chapter8 - Designingexperiments PSLS chapter 8 2009 W. H....

Info iconThis preview shows pages 1–6. Sign up to view the full content.

View Full Document Right Arrow Icon
    Designing experiments PSLS chapter 8 © 2009 W. H. Freeman and Company
Background image of page 1

Info iconThis preview has intentionally blurred sections. Sign up to view the full version.

View Full DocumentRight Arrow Icon
Objectives (PSLS chapter 8) Designing experiments Experimental terminology Comparing treatments Avoiding bias Types of randomized designs Ethics and experimentation
Background image of page 2
Terminology The individuals in an experiment are the experimental units. If they are human, we call them subjects. The explanatory variables in an experiment are often called factors . A treatment is any specific experimental condition applied to the subjects. If an experiment has several factors, a treatment is a combination of specific values of each factor. The factor may be the administration of a drug. One group of people may be placed on a diet/exercise program for 6 months (treatment), and their blood pressure (response variable) would be compared with that of people who did not diet or exercise.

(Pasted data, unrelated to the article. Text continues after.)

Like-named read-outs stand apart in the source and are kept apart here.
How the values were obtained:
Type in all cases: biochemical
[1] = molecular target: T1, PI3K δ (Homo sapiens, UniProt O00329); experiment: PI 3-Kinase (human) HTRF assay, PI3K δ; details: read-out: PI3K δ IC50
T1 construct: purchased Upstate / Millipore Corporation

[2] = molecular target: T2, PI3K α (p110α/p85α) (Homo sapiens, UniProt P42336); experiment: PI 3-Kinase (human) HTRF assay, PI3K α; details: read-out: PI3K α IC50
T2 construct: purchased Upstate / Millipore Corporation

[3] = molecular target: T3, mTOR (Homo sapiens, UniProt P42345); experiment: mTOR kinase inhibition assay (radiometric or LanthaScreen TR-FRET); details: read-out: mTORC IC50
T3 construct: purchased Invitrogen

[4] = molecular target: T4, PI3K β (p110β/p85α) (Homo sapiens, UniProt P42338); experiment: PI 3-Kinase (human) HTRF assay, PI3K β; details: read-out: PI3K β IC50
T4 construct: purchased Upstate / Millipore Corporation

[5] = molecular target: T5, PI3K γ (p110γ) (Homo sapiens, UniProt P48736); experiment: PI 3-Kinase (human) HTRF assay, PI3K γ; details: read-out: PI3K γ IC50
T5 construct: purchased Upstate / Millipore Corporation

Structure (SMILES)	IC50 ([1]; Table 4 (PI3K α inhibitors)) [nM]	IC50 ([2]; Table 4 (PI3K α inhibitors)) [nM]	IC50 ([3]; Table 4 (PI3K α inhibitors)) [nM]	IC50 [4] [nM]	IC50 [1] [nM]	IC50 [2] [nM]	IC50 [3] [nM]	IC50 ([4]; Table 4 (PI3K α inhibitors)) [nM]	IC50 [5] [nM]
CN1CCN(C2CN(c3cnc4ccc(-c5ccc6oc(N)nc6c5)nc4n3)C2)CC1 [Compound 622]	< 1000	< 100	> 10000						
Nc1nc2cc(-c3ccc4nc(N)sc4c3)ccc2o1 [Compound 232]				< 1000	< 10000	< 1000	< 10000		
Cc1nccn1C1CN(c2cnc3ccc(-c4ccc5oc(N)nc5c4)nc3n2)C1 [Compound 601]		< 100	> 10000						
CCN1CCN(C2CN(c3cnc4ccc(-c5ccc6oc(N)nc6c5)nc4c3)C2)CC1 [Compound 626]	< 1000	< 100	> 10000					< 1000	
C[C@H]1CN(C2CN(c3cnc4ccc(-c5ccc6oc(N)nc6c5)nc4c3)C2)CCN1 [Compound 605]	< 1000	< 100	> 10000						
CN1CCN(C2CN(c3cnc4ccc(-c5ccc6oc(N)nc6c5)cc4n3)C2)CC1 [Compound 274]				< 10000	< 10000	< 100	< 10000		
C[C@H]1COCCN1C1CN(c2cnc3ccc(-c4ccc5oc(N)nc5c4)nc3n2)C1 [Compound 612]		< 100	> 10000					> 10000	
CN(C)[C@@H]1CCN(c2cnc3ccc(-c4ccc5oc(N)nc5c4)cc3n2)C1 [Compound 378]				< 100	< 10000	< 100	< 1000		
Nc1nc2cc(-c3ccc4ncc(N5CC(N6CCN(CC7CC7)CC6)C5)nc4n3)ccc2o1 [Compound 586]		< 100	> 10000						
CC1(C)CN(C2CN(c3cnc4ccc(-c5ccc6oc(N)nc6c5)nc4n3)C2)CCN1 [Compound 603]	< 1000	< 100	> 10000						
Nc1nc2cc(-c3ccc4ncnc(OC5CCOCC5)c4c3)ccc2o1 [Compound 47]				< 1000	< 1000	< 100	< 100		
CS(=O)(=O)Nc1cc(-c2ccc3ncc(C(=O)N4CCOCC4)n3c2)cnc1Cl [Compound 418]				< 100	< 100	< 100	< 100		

Background image of page 3

Info iconThis preview has intentionally blurred sections. Sign up to view the full version.

View Full DocumentRight Arrow Icon
If the experiment involves giving two different doses of a drug, we say that we are testing two levels of the factor. A response to a treatment is statistically significant if it is larger than you would expect by chance (due to random variation among the subjects). We will learn how to determine this later. In a study of sickle cell anemia, 150 patients were given the drug hydroxyurea, and 150 were given a placebo (dummy pill). The researchers counted the episodes of pain in each subject. Identify: •The subjects (patients, all 300) •The factors/treatments (hydroxyurea and placebo) •And the response variable (episodes of pain)
Background image of page 4
Comparing treatments Experiments are comparative in nature: We compare the response to a treatment versus to: another treatment no treatment (a control) a placebo or any combination of the above A control is a situation in which no treatment is administered. It serves as a reference mark for an actual treatment (e.g., a group of subjects does not receive any drug or pill of any kind). A
Background image of page 5

Info iconThis preview has intentionally blurred sections. Sign up to view the full version.

View Full DocumentRight Arrow Icon
Image of page 6
This is the end of the preview. Sign up to access the rest of the document.

This note was uploaded on 10/07/2011 for the course BSTT 400 taught by Professor Sallyfreels during the Fall '11 term at Ill. Chicago.

Page1 / 17

chapter8 - Designingexperiments PSLS chapter 8 2009 W. H....

This preview shows document pages 1 - 6. Sign up to view the full document.

View Full Document Right Arrow Icon
Ask a homework question - tutors are online